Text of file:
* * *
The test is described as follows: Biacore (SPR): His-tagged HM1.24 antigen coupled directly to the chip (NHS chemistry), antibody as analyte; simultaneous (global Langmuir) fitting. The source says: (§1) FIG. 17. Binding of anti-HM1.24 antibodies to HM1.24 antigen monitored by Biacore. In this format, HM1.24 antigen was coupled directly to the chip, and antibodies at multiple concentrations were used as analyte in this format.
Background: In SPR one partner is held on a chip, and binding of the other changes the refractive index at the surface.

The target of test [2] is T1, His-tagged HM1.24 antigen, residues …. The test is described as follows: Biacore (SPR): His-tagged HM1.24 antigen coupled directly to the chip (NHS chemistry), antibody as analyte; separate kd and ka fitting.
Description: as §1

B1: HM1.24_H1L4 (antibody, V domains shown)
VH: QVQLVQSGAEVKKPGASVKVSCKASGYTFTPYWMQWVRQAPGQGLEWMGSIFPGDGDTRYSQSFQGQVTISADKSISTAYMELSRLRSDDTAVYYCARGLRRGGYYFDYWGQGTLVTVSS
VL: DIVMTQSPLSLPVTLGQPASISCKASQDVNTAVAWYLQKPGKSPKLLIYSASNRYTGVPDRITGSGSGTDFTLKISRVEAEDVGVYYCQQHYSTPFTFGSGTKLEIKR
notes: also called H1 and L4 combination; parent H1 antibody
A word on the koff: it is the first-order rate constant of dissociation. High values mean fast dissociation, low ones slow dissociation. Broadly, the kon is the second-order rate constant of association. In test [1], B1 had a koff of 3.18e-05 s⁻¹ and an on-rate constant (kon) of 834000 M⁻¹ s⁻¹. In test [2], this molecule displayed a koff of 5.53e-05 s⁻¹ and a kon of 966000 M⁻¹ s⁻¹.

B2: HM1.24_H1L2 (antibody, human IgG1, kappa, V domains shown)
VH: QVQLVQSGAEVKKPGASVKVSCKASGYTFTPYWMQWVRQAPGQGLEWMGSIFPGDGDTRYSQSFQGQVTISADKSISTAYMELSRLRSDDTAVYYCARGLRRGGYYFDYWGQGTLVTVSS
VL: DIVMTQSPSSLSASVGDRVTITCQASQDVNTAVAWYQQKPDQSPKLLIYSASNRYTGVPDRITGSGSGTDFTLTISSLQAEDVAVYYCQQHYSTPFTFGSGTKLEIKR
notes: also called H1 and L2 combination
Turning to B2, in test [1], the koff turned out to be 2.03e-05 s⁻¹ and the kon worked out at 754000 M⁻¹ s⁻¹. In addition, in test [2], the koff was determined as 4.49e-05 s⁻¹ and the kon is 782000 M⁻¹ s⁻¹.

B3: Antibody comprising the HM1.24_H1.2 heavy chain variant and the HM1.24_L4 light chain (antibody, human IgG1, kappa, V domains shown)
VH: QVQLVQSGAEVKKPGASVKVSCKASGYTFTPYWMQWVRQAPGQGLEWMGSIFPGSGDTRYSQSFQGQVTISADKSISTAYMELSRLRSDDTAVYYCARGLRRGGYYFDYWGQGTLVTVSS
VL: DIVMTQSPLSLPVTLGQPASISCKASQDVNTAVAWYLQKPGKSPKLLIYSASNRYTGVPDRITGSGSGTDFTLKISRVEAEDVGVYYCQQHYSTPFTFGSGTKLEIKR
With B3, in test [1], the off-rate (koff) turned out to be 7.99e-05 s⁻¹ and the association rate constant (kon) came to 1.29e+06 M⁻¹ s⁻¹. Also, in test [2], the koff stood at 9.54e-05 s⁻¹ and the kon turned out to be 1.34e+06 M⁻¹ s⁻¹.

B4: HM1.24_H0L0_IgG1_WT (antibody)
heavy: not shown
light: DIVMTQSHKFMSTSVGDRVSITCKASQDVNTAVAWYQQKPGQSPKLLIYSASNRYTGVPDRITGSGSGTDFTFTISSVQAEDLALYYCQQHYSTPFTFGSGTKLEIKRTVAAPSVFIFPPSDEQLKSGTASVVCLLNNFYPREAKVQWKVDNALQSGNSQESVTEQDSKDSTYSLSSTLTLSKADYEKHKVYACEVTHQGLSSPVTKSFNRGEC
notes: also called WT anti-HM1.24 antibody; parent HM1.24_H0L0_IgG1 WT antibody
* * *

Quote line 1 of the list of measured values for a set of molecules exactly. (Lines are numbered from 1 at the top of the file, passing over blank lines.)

The test is described as follows: Biacore (SPR): His-tagged HM1.24 antigen coupled directly to the chip (NHS chemistry), antibody as analyte; simultaneous (global Langmuir) fitting. The source says: (§1) FIG. 17. Binding of anti-HM1.24 antibodies to HM1.24 antigen monitored by Biacore. In this format, HM1.24 antigen was coupled directly to the chip, and antibodies at multiple concentrations were used as analyte in this format.